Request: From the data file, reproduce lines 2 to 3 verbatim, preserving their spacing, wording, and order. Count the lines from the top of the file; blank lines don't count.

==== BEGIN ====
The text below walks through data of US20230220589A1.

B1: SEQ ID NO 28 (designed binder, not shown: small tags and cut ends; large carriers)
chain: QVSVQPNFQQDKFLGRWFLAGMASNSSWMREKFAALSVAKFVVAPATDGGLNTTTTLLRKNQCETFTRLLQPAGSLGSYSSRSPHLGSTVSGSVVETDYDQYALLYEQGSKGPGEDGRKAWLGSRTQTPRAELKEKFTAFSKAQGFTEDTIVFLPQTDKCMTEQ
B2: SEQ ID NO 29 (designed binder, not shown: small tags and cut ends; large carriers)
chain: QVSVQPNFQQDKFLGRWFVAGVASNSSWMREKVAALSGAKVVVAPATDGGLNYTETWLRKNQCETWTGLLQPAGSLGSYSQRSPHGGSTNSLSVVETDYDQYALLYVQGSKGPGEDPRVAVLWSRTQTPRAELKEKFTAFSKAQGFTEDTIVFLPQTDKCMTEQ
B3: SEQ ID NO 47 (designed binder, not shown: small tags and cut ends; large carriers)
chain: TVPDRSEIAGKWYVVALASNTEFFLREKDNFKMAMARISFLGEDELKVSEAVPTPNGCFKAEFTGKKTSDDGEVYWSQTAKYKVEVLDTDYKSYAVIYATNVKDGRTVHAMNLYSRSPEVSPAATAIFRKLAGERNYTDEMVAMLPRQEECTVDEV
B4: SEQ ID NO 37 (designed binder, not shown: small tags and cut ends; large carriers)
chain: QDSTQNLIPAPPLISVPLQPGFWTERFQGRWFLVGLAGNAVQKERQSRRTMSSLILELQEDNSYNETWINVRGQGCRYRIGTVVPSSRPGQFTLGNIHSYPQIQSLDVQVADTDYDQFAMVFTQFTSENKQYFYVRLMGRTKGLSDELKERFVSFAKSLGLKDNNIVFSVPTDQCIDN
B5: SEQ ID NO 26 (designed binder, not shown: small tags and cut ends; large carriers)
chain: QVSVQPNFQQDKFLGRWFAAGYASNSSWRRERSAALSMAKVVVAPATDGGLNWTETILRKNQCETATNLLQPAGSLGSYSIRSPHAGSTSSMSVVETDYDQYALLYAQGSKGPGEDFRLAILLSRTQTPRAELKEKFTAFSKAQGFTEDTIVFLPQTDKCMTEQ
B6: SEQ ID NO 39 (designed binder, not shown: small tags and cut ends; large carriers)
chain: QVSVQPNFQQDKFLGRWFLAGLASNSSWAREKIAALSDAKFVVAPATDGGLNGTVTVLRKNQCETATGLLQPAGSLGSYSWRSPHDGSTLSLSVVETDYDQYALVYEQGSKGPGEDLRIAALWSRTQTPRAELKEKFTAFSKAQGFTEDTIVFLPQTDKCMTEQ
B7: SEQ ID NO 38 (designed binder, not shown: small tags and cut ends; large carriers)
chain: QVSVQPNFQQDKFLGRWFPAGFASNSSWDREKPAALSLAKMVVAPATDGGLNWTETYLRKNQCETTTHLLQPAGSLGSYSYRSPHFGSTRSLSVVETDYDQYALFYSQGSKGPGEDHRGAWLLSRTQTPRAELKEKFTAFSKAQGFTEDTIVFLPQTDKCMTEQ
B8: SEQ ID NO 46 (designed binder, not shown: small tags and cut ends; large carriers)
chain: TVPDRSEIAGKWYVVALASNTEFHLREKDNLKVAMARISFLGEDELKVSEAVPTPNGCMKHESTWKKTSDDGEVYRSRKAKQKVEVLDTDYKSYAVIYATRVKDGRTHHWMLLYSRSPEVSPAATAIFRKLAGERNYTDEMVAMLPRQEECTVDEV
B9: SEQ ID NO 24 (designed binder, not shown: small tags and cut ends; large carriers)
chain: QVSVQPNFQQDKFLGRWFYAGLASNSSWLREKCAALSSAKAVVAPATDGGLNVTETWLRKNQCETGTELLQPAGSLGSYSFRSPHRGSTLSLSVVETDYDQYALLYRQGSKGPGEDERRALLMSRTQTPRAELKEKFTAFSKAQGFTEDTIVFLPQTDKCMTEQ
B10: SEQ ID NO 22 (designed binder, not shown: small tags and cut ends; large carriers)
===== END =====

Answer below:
B1: SEQ ID NO 28 (designed binder, not shown: small tags and cut ends; large carriers)
chain: QVSVQPNFQQDKFLGRWFLAGMASNSSWMREKFAALSVAKFVVAPATDGGLNTTTTLLRKNQCETFTRLLQPAGSLGSYSSRSPHLGSTVSGSVVETDYDQYALLYEQGSKGPGEDGRKAWLGSRTQTPRAELKEKFTAFSKAQGFTEDTIVFLPQTDKCMTEQ